Whether you’re publishing an ezine, sending an ecourse, posting to a blog, or building an email list of clients and customers in another format, there are a few things you need to know to make sure that you’re complying with the legal aspects of sending email as well as for making your list-building efforts that much more effective.
1. Only Use Permission-Based Email Marketing
Simply put, opt-in email (also called ‘permission-based’) is email sent to people who have given you permission to contact them via email. So if someone hasn’t directly requested information from you, they should not be on your opt-in list.
2. Single or Double Opt-in?
Depending on the email list service you’re using in your business, you may have a choice between single or double opt-in email. With single opt-in, someone gives you their email address once and they are added to your list. With double opt-in (also know as confirmation opt-in), someone gives you their email address, to which they then receive an automated response from your list service asking them to click a specific URL to confirm that they do in fact want to be added to your list. Only once they click that link are they then added to your list.
So, which should you use? It depends, but for your main email list, I want to encourage you to use the double opt-in process. It means that you will lose a certain percentage of those people who signed up for your list because they then don’t confirm their subscription, but it protects you from being labeled as a spammer – something you want to avoid at all costs.
4. Have a Clear Unsubscribe Link
In every email you send to your list, have a clear way for your reader to unsubscribe if they desire. Usually this is in the form of an unsubscribe URL at the bottom of the email. When someone clicks on the link, they should be taken to a page where they can remove their email address from your list. Just make sure your unsubscribe function works!
5. Multiple Lists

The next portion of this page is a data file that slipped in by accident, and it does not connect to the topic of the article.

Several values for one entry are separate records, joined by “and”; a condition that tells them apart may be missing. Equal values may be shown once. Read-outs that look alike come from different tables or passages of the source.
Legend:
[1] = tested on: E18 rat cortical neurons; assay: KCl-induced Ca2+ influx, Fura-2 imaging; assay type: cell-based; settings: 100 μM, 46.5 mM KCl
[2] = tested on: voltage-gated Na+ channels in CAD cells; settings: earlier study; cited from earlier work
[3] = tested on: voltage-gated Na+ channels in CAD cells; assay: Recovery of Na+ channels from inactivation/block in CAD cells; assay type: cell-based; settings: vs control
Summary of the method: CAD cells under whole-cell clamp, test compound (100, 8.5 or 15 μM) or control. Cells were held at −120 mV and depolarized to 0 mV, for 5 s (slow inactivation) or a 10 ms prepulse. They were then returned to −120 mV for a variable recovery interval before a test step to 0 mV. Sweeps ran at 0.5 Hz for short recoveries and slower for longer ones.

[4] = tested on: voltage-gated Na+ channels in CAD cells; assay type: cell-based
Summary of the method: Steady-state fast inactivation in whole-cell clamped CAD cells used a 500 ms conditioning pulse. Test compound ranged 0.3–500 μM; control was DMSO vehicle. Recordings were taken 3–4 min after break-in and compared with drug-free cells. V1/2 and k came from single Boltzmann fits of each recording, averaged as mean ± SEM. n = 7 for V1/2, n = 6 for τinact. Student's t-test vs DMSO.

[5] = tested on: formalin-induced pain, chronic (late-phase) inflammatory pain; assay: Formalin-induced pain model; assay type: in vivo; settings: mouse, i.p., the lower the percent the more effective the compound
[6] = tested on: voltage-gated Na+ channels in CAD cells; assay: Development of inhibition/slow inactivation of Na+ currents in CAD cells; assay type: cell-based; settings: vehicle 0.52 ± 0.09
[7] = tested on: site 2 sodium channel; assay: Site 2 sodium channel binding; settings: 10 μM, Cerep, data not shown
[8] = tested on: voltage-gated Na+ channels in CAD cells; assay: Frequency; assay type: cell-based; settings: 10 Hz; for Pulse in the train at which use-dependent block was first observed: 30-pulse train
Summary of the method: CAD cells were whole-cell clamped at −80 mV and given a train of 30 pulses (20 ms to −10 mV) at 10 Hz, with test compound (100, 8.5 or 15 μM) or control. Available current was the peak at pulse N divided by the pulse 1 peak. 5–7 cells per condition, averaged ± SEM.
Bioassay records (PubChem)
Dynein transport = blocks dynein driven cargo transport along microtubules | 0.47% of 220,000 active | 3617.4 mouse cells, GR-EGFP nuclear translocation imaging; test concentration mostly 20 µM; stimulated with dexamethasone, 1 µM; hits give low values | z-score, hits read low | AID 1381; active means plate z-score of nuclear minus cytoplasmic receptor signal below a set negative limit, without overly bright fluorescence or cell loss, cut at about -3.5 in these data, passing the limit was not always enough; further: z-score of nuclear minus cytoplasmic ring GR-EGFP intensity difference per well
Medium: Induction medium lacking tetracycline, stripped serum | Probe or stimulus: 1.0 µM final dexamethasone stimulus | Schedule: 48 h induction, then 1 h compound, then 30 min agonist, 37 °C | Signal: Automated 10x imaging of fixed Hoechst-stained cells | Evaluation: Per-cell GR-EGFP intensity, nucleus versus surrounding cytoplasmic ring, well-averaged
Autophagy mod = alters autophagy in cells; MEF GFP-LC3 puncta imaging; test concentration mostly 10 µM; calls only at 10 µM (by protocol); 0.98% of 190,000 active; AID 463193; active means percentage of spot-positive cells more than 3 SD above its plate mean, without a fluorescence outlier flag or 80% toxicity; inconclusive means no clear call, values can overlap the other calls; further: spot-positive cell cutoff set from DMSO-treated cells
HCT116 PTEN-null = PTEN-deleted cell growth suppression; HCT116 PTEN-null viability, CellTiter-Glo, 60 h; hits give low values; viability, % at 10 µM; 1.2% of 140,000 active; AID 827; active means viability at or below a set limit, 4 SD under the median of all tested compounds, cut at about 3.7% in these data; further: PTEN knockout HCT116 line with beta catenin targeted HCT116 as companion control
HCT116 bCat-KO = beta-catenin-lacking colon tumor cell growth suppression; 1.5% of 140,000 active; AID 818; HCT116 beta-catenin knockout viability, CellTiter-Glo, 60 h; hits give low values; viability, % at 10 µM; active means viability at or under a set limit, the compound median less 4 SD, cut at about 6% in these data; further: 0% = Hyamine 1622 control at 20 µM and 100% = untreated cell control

In the beginning, you’ll only be setting up one list, most likely for your ezine. But at some point you’ll want to have multiple lists, for different products or programs you offer, to more easily connect with specific people on your list.
For example, I have a list for my ezine subscribers, one for the members of my group coaching program, one for my live event, and several others that perform various functions for me.
When you’re choosing an email list service provider, this is something you want to keep in mind – the ability to create and manage multiple lists.
6. Q’em up
Being able to compose your email messages ahead of time and then queue them to be delivered on the date and/or interval of your choosing is another great benefit to using an email list service provider.
For example, you can set up an 30-lesson ecourse to be delivered once a day for 30 days. Or create 26 issues of your ezine and set them up to go out every two weeks. This is one of my favorite things about using an email list service – it’s the ‘set it and forget it’ kind of marketing – my favorite kind.
I use and highly recommend Aweber as your email list service provider.
7. What about my shopping cart?
Some shopping carts also act as an email list service, but I actually recommend you use both Aweber along with your shopping cart.
Here’s what I mean:
Use Aweber for your listbuilding, autoresponders, ezine (and ecourse) distribution, and any other mailings to your list. Let Aweber be your email list manager.
Use PayPal to process payments (it integrates with Aweber). THEN when you start consistently bringing in $500-$1000/month in income, sign up with a shopping cart That’s when the fees of using a merchant account and a shopping cart become a wash.
Use your shopping cart for selling downloadable products, payment processing (it also integrates with PayPal), subscription/recurring payments, running special offers, affiliate marketing, and housing your customer list (meaning those people who have bought from you).
Only use your shopping cart’s autoresponder system for confirmation emails when a customer buys something from you, and only use their broadcast system when you want to send an email (for a special offer, for example) to your customers.
With this method, your MAIN list of prospects (which will include both those people who have bought from you, assuming they’ve come to your offers via your communication to them via your list, and your potential clients and customers) are always kept at Aweber, so you never have to move (and lose) your list once you migrate from PayPal to your shopping cart.
I’d love to know your thoughts – please feel free to comment below – thanks!